You there at the back! Sit up and listen. Ursula Martinez’s My Stories, Your Emails isn’t the kind of lecture you want to fall asleep in, trust me.

This doyenne of performance art is not an easy one to ignore in the flesh. While some of her ilk create abstract works denser than week-old bread, Martinez’s work tends to go for the jugular. A case in point is the elephant in the Southbank Centre’s Purcell Room namely her Hanky Panky routine, an act which has threatened to eclipse everything that she has done before and after. It is a perfect juxtaposition of magic and striptease which does credit to both art forms while being something entirely apart. Judge for yourself. (Warning: the video is very much NSFW.)

When an unauthorised video of this act made its way onto the internet back in 2006, there were three waves of reactions. The initial one saw Martinez receive hundreds then thousands of messages from around the world. While some were appreciative of the art, others focussed on the more sexual element of the act telling Martinez how much of a slut she was and how much she turned them on (with pictorial proof attached in at least one case).

Martinez, in turn, created a long-running show around the responses and since 2010 has taken My Stories, Your Emails to the Barbican, Soho Theatre and now the Southbank Centre. Finally, the show caused consternation and concern in many of the critics tasked with making sense of it and whether her public exposure of the offending emails was ethical. The Guardian accused Martinez of “double-dealing” before pontificating on whether art is above morality (presumably joining finance and politics). The Independent’s Rhoda Koenig, meanwhile, got her knickers in a bunch over the idea that a lesbian artiste had received almost £5,000 of Arts Council money for this show: “I wish that none of my money was being spent making people feel superior to men who seek sex on the internet.” Which roughly translates as “do that man-hating thing on your own dime, honey”.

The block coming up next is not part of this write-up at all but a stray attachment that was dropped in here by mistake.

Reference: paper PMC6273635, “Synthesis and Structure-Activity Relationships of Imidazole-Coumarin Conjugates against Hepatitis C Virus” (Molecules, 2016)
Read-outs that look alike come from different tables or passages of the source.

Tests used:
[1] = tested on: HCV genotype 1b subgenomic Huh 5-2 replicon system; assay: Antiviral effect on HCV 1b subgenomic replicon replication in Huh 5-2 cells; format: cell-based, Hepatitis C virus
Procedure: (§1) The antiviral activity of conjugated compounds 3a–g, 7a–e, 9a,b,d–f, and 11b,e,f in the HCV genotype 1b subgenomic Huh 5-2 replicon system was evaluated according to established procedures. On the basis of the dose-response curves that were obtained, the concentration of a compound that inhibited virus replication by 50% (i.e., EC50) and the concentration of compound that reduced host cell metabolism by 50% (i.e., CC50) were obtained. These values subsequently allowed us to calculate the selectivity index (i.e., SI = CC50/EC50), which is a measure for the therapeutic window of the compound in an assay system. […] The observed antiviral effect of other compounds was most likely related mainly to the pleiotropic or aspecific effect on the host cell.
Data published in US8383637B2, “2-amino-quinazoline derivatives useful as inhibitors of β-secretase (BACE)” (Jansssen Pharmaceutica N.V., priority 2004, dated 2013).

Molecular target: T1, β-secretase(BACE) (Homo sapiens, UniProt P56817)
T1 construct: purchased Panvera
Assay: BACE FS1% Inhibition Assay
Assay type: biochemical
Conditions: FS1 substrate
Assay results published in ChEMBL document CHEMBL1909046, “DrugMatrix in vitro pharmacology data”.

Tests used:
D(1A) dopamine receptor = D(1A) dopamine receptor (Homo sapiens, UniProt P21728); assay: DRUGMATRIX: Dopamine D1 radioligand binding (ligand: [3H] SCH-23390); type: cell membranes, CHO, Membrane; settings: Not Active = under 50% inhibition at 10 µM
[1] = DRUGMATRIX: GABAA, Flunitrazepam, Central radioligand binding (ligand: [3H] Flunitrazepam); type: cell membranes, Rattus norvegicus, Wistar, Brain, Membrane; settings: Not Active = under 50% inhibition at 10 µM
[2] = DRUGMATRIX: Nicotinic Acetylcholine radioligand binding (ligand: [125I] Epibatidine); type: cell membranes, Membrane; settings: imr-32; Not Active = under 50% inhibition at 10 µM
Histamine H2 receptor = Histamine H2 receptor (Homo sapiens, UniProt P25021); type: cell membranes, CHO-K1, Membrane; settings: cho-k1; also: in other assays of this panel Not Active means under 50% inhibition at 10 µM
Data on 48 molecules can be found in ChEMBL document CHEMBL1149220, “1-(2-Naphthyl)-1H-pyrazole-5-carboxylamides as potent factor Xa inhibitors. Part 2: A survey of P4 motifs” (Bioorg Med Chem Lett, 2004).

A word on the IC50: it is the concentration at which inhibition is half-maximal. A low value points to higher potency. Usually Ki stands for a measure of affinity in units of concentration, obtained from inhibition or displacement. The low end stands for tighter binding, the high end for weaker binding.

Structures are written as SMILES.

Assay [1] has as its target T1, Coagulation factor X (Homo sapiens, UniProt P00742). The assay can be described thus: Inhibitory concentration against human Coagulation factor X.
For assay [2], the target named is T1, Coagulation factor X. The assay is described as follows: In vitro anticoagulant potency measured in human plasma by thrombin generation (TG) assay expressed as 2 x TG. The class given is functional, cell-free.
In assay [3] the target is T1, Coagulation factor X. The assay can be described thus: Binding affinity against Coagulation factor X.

As the title suggests, My Stories, Your Emails is split evenly between tales of her kooky upbringing and the responses to the Hanky Panky video. As well as painting the broader picture in articulate terms, Martinez evokes foreign accents and pictures of a very long schlong to bring to life the very human details of her topic. The biographical elements add emotion, colour and dimension to a production which, in the hands of most modern comedians, would have been purely a slideshow of the more pathetic emails. Martinez wants us to know who she is and where she came from and, in so doing, exposes more of herself than that illicit video ever did.

But do these reactions to an eight-year-old video and an even older act still warrant our attention? Yes, and now more than ever.  If the recent revelations from Edward Snowden et al have taught us anything, it is that privacy is very much a twentieth-century concern that has been supplanted by fears over increasing levels of surveillance – and not just by the government. Social media sites like Facebook and Twitter make stalking more of a cakewalk than ever and reality shows grind the public’s faces into the affairs of folk from places from as far afield culturally and geographically as Newcastle and Chelsea. These days we’re all watching each other watching each other so, in its unabashed scrutiny of her own family and certain morons of the male species, My Stories, Your Emails was ahead of its time. And certainly worth an hour of yours.

My Stories, Your Emails. Performed by Ursula Martinez. Southbank Centre, London SE1 8XX.